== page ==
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Mingyao Ying, Ph.D.
Assistant Professor of Neurology
Research Interests: Identifying new targets that regulate the self-renewal and differentiation of normal and malignant stem cells.
Dr. Ying received his Ph.D. degree from Fudan University in China for research on neurodegenerative diseases. He completed post-doctoral research on Parkinson’s disease with Dr. Ted Dawson at the Johns Hopkins University School of Medicine, and most recently on transcriptional regulation of brain tumor stem cells with Dr. John Laterra at the Kennedy Krieger Institute.
- Assistant Professor of Neurology
Departments / Divisions
- Neurology - Kennedy Krieger Institute
- B.S., Fudan University (China) (2000)
- Ph.D., Fudan University (China) (2005)
Research & Publications
Dr. Ying received his scientific training in the field of neurodegenerative diseases and brain tumors. His research focuses on identifying new targets that regulate the self-renewal and differentiation of normal and malignant stem cells. He was first to show that mutant transcription factor, atrophin-1, induces transcription deregulation and neurodegenerative phenotypes in a mouse model of dentatorubral-pallidoluysian atrophy, which can be ameliorated by histone deacetylase inhibitor. As a postdoctoral fellow in Johns Hopkins School of Medicine, Dr. Ying studied the molecular mechanism of neurodegenerative diseases and established a new mouse model of Parkinson’s disease.
After joining the neuro-oncology laboratory in Kennedy Krieger Research Institute, Dr. Ying has increasingly focused on the functions of multiple transcription factors in human brain tumor stem cells. His published research identifies a novel transcription factor, Krupple-like factor 9, which can differentiate brain tumor stem cells, inhibit their tumor propagation, and inhibit notch signaling in these cells. He has developed a transcription-factor-based differentiation strategy for efficiently generating functional and transplantable dopaminergic neurons from human pluripotent stem cells. Dr. Ying is currently engaged in identifying transcription factors with potential applications in regenerative medicine and cancer therapeutics.
- Ying M, Tilghman J, Wei Y, Guerrero-Cazares H, Quinones-Hinojosa A, Ji H, Laterra J. KLF9 Inhibits Glioblastoma Stemness through Global Transcription Repression and Integrin-α6 Inhibition. J Biol Chem. 2014 Oct 6. pii: jbc.M114.588988. [Epub ahead of print]
- Jonathan Sagal, Xiping Zhan, Jinchong Xu, Jessica Tilghman, Senthilkumar S. Karuppagounder, Li Chen, Valina L. Dawson, Ted M. Dawson, John Laterra and Mingyao Ying. Proneural Transcription Factor Atoh1 Drives Highly Efficient Differentiation of Human Pluripotent Stem Cells into Dopaminergic Neurons. Stem Cells Transl Med. 2014 Aug;3(8):888-98.
- Jessica Tilghman, Hao Wu, Yingying Sang, Xiaohai Shi, Hugo Guerrero-Cazares, Alfredo Quinones-Hinojosa, Charles G. Eberhart, John Laterra and Mingyao Ying. HMMR maintains the stemness and tumorigenicity of glioblastoma stem-like cells. Cancer Res. 2014 Jun 1;74(11):3168-79.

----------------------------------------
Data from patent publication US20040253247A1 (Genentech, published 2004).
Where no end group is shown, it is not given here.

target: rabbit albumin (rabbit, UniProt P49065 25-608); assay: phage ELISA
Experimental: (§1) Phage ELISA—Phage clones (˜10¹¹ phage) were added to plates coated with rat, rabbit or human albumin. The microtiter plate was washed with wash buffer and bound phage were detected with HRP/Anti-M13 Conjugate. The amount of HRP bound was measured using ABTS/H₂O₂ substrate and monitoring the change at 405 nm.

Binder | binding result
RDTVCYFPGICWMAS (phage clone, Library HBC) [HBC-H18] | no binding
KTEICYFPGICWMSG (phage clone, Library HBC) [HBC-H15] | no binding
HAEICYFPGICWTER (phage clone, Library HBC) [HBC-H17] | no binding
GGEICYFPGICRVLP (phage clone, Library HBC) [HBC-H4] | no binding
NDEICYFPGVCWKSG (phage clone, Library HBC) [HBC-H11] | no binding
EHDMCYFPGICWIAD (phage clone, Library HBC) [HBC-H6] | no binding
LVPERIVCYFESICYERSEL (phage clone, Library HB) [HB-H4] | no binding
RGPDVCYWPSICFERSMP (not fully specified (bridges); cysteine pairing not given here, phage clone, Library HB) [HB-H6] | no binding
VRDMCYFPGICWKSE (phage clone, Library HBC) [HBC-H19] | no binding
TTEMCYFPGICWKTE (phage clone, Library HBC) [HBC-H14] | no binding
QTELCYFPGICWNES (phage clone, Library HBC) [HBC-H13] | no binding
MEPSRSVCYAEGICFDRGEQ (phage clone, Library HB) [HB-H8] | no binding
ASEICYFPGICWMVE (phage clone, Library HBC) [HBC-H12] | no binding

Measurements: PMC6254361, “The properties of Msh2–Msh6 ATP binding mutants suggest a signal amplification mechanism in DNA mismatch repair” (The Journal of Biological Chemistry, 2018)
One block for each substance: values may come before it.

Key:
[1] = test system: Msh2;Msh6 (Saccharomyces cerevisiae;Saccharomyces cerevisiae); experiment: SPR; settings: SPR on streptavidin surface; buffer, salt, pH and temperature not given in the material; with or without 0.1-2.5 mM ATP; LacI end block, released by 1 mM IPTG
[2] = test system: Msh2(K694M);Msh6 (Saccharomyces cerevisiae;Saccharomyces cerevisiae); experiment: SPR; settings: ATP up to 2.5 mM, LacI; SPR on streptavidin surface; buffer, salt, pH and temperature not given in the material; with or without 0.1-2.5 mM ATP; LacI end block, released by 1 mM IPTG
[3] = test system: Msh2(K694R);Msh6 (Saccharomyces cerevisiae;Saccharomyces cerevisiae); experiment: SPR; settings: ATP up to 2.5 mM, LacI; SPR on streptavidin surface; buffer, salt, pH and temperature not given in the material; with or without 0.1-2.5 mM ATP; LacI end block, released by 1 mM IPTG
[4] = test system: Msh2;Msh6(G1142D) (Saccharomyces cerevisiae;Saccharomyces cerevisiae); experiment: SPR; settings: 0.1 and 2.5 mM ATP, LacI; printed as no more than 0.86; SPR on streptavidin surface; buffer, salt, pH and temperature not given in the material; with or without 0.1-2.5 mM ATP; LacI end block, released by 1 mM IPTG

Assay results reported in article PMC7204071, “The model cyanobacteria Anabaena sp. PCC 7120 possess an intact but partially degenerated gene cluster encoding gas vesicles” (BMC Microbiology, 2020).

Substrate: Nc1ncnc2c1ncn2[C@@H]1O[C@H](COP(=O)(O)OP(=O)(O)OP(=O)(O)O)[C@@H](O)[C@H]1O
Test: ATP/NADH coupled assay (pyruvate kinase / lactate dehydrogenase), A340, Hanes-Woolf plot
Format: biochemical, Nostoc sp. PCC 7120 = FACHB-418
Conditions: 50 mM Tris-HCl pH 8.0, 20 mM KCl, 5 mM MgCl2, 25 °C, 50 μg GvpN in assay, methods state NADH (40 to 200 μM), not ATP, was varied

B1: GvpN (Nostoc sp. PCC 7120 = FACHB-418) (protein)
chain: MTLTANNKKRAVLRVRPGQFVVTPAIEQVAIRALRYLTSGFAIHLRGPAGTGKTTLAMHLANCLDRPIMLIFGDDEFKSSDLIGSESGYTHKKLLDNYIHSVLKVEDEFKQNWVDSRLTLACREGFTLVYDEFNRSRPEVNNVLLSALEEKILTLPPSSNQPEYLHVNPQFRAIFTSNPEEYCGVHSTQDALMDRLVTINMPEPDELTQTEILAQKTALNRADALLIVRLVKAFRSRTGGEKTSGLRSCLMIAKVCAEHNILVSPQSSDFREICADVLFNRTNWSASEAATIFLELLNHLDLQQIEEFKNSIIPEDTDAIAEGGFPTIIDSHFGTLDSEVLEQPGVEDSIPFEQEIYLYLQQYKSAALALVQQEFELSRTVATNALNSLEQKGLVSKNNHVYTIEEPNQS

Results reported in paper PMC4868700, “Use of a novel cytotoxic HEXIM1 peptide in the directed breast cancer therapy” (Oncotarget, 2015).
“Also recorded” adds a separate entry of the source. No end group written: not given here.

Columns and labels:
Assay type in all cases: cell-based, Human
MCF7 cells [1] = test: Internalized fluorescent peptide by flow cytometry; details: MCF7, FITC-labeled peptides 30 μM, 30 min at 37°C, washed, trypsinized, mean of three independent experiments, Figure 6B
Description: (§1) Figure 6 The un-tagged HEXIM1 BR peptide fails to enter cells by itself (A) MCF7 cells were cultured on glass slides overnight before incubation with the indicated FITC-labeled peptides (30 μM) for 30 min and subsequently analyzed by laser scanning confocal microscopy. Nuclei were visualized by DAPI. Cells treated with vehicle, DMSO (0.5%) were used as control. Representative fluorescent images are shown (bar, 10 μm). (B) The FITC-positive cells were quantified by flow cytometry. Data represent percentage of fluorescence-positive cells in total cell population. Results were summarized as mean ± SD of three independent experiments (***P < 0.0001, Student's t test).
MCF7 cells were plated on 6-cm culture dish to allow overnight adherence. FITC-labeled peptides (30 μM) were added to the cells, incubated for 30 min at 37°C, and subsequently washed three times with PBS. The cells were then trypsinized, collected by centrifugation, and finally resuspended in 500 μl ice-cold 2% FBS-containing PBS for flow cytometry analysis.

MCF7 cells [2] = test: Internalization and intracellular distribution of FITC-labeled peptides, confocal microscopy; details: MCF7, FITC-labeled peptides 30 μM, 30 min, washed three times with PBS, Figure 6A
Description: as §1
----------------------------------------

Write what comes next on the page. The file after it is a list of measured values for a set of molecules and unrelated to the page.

- Yunqing Li, Angela Li, Martin Glas, Bachchu Lal, Mingyao Ying, Yingying Sang, Shuli Xia, Daniel Trageser, Hugo Guerrero-Cázares, Charles G. Eberhart, Alfredo Quiñones-Hinojosa, Bjorn Scheffler, and John Laterra c-Met signaling induces a reprogramming network and supports the glioblastoma stem-like phenotype. Proc Natl Acad Sci U S A. 2011 Jun 14;108(24):9951-6.
- Mingyao Ying*, Shervin Wang*, Yingying Sang, Peng Sun, C. Rory Goodwin, Alfredo Quinones-Hinojosa, Bachchu Lal, John Laterra and Shuli Xia. Regulation of glioblastoma stem cells by retinoic acid: role for Notch pathway inhibition. Oncogene. 2011 Aug 4;30(31):3454-67. (*: contributed equally)
- Mingyao Ying, Yingying Sang, Yunqing Li, Hugo Guerrero-Cazares, Alfredo Quinones-Hinojosa, Angelo L. Vescovi, Charles G. Eberhart, Shuli Xia, John Laterra. KLF9, a differentiation-associated transcription factor, suppresses Notch1 signaling and inhibits glioblastoma-initiating stem cells. Stem Cells. 2011 Jan; 29(1):20-31. [Highlighted on the cover]
- Yu J, Ying M, Zhuang Y, Xu T, Han M, Wu X, Xu R. C-terminal deletion of the atrophin-1 protein results in growth retardation but not neurodegeneration in mice. Dev Dyn. 2009 Aug 13;238(10):2471-2478.
- Daher JP*, Ying M*, Banerjee R, McDonald RS, Hahn MD, Yang L, Flint Beal M, Thomas B, Dawson VL, Dawson TM, Moore DJ. Conditional transgenic mice expressing C-terminally truncated human alpha-synuclein (alphaSyn119) exhibit reduced striatal dopamine without loss of nigrostriatal pathway dopaminergic neurons. Molecular Neurodegeneration. 2009 Jul 24;4:34. (*: contributed equally)
- Ying M, Xu R, Wu X, Zhu H, Zhuang Y, Han M, Xu T. Sodium butyrate ameliorates histone hypoacetylation and neurodegenerative phenotypes in a mouse model for DRPLA. J Biol Chem. 2006 May 5;281(18):12580-6.
Activities & Honors
- Scholarship for New Graduate Student, Fudan University, 2000
- Postdoctoral Fellowship Grant, Maryland Stem Cell Research Fund, 2009
- Scholar in training award, American Association for Cancer Research, 2011
- Career Development Award, US Department of Defense, 2014